NTI-TERROR CASE DATA FLAWED
Lara Jakes Jordan
WASHINGTON - Federal prosecutors counted immigration violations,
marriage fraud and drug trafficking among anti-terror cases in the
four years after 9/11 despite no evidence linking them to terror
activity, a Justice Department audit said Tuesday.
Overall, nearly all of the terrorism-related statistics on
investigations, referrals and cases examined by department Inspector
General Glenn A. Fine were either diminished or inflated. Only two of
26 sets of department data reported between 2001 and 2005 were
accurate, the audit found.
Responding, a Justice spokesman pointed to figures showing that
prosecutors in the department's headquarters for the most part either
accurately or underreported their data - underscoring what he called
efforts to avoid pumping up federal terror statistics.
The numbers, used to monitor the department's progress in battling
terrorists, are reported to Congress and the public and help, in part,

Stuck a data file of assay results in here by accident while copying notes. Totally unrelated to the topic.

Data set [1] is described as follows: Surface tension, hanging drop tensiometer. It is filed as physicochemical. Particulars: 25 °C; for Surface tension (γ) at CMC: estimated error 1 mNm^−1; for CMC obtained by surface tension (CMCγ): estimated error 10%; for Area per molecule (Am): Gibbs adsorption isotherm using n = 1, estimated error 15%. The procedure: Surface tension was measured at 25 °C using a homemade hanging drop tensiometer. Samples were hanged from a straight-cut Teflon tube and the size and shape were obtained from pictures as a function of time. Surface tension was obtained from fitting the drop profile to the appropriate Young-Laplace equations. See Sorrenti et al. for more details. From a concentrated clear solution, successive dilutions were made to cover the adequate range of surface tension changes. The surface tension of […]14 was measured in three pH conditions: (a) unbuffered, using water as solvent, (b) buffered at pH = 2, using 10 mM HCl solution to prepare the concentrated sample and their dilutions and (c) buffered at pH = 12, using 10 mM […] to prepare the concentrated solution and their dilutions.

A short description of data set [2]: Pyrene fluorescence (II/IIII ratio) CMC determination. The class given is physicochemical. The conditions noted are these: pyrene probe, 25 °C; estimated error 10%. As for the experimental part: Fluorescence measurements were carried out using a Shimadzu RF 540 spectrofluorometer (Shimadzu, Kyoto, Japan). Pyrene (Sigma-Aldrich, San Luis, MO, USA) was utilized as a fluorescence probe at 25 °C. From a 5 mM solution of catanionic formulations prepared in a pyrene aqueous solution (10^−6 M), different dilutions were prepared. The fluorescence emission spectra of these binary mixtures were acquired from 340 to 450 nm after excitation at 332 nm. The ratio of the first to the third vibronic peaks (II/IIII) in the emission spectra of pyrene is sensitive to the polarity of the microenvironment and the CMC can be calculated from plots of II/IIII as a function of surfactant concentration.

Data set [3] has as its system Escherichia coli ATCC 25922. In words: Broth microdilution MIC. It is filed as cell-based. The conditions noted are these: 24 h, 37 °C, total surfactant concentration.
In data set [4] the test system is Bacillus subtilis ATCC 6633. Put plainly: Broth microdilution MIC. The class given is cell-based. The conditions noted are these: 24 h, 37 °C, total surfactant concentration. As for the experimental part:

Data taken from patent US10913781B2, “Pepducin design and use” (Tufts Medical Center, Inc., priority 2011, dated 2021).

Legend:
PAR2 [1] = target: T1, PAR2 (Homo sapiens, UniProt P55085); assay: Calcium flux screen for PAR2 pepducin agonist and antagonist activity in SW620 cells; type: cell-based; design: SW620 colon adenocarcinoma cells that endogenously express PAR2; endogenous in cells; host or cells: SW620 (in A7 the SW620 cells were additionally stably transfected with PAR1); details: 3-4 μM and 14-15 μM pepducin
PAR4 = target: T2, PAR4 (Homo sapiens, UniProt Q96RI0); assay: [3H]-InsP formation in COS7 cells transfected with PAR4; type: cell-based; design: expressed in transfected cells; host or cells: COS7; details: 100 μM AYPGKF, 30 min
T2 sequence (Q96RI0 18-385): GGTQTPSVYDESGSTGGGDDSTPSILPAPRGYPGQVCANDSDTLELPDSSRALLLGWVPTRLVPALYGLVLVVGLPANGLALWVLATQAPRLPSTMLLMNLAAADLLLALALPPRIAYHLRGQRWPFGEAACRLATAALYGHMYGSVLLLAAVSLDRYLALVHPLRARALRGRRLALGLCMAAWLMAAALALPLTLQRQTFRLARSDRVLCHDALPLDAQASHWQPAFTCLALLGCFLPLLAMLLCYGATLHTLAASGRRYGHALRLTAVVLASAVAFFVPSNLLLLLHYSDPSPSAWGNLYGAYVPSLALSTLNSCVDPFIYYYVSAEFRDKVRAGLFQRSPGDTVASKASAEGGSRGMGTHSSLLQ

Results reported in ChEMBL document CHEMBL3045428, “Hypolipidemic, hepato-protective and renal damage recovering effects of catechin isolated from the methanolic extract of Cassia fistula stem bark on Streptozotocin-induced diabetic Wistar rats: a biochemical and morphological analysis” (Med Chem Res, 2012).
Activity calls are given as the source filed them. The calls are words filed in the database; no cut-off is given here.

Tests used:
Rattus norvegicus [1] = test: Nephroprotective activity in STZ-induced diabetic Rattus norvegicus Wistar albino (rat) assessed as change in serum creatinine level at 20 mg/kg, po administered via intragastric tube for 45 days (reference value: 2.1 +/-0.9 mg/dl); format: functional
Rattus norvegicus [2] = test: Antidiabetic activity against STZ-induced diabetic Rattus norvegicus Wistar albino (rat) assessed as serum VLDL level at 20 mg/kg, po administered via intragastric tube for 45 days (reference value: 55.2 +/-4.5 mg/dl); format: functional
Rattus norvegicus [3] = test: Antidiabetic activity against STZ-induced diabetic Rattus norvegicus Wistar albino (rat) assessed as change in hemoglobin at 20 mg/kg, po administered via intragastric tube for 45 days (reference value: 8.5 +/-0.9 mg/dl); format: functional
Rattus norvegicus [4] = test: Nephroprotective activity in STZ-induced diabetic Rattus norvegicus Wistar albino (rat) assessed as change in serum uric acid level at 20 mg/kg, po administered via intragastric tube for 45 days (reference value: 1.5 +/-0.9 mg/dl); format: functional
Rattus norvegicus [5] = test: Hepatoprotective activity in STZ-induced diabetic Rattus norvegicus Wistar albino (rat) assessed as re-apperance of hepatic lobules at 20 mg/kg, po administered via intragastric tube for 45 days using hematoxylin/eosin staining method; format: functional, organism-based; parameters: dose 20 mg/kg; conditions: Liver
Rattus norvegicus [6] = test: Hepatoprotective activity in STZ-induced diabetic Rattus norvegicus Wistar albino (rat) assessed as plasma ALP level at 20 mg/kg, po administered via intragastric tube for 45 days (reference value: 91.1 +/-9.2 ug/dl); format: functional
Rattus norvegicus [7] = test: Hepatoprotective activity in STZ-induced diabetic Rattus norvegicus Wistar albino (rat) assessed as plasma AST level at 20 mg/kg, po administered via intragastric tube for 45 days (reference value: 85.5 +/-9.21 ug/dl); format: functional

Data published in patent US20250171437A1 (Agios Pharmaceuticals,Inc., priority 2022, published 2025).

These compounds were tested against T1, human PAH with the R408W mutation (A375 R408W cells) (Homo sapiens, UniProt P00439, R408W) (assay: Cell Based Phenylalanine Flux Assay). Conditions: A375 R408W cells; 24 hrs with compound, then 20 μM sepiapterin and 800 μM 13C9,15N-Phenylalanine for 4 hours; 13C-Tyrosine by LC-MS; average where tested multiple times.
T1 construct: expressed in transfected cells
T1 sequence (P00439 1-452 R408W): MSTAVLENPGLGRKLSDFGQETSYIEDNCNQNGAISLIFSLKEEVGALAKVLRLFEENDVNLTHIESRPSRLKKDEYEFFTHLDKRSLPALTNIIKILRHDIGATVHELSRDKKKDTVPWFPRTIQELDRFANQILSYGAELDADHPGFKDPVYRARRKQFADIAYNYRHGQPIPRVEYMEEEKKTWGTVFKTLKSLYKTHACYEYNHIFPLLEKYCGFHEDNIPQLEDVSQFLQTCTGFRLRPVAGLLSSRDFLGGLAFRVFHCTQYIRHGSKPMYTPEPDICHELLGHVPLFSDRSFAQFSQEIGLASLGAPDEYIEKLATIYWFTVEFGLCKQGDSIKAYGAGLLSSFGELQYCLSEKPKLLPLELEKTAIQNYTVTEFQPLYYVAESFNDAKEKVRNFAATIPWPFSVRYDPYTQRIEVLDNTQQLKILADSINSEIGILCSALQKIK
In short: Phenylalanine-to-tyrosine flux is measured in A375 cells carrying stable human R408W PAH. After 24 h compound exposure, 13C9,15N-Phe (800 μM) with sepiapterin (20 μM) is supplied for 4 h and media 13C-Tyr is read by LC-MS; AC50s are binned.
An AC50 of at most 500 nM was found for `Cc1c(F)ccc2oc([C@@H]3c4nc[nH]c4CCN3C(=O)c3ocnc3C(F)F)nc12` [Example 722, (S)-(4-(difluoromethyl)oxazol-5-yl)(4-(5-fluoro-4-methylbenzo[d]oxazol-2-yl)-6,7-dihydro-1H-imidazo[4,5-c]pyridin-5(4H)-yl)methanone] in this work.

shape the department's budget.
"For these and other reasons, it is essential that the department
report accurate terrorism-related statistics," the audit concluded.
Fine's office took care to say the flawed data appear to be the result
of "decentralized and haphazard" methods of collection or disagreement
over how the numbers are reported, and do not appear to be intentional.
Still, the errors led Sen. Charles E. Schumer, D-N.Y., to question
whether the department had exaggerated the number of its terror cases.
"If the Department of Justice can't even get their own books in order,
how are we supposed to have any confidence they are doing the job they
should be?" said Schumer, who sits on the Senate panel that oversees
the department. "Whether this is just an accounting error or an
attempt to pad terror prosecution statistics for some other reason,
the Department of Justice of all places should be classifying cases
for what they are, not what they want us to think them to be."
Auditors looked at 26 categories of statistics - including numbers of
suspects charged and convicted in terror cases, and terror-related
threats against cities and other U.S. targets - compiled by the FBI,
the Justice Department's Criminal Division, and the Executive Office
of U.S. Attorneys.
It found that data from the Executive Office of U.S. Attorneys were
the most severely flawed. Auditors said the office, which compiles
statistics from the 94 federal prosecutors' districts nationwide, both
under- and over-counted the number of terror-related cases during a
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